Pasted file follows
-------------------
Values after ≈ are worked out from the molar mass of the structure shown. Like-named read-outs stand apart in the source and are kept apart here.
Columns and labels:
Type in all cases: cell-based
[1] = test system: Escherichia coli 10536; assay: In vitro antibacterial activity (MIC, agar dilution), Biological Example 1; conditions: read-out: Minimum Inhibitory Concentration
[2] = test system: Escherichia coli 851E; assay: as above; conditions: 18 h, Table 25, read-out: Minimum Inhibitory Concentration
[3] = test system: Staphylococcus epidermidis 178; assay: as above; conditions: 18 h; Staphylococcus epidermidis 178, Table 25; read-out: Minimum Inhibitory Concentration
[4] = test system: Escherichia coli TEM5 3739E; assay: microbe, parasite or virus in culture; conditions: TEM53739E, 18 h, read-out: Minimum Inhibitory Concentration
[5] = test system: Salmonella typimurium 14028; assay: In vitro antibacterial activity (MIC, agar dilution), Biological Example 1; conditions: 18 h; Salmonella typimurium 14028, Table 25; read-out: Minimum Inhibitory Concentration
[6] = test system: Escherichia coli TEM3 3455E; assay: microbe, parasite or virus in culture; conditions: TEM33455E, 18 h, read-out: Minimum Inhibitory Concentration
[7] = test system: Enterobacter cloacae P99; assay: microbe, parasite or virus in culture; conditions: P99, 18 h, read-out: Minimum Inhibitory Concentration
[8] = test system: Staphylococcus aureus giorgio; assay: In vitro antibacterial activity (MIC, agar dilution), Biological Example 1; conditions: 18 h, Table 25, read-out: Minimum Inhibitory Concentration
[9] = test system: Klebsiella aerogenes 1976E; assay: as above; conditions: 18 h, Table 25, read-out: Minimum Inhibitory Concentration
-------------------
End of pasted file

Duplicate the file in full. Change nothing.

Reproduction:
Values after ≈ are worked out from the molar mass of the structure shown. Like-named read-outs stand apart in the source and are kept apart here.
Columns and labels:
Type in all cases: cell-based
[1] = test system: Escherichia coli 10536; assay: In vitro antibacterial activity (MIC, agar dilution), Biological Example 1; conditions: read-out: Minimum Inhibitory Concentration
[2] = test system: Escherichia coli 851E; assay: as above; conditions: 18 h, Table 25, read-out: Minimum Inhibitory Concentration
[3] = test system: Staphylococcus epidermidis 178; assay: as above; conditions: 18 h; Staphylococcus epidermidis 178, Table 25; read-out: Minimum Inhibitory Concentration
[4] = test system: Escherichia coli TEM5 3739E; assay: microbe, parasite or virus in culture; conditions: TEM53739E, 18 h, read-out: Minimum Inhibitory Concentration
[5] = test system: Salmonella typimurium 14028; assay: In vitro antibacterial activity (MIC, agar dilution), Biological Example 1; conditions: 18 h; Salmonella typimurium 14028, Table 25; read-out: Minimum Inhibitory Concentration
[6] = test system: Escherichia coli TEM3 3455E; assay: microbe, parasite or virus in culture; conditions: TEM33455E, 18 h, read-out: Minimum Inhibitory Concentration
[7] = test system: Enterobacter cloacae P99; assay: microbe, parasite or virus in culture; conditions: P99, 18 h, read-out: Minimum Inhibitory Concentration
[8] = test system: Staphylococcus aureus giorgio; assay: In vitro antibacterial activity (MIC, agar dilution), Biological Example 1; conditions: 18 h, Table 25, read-out: Minimum Inhibitory Concentration
[9] = test system: Klebsiella aerogenes 1976E; assay: as above; conditions: 18 h, Table 25, read-out: Minimum Inhibitory Concentration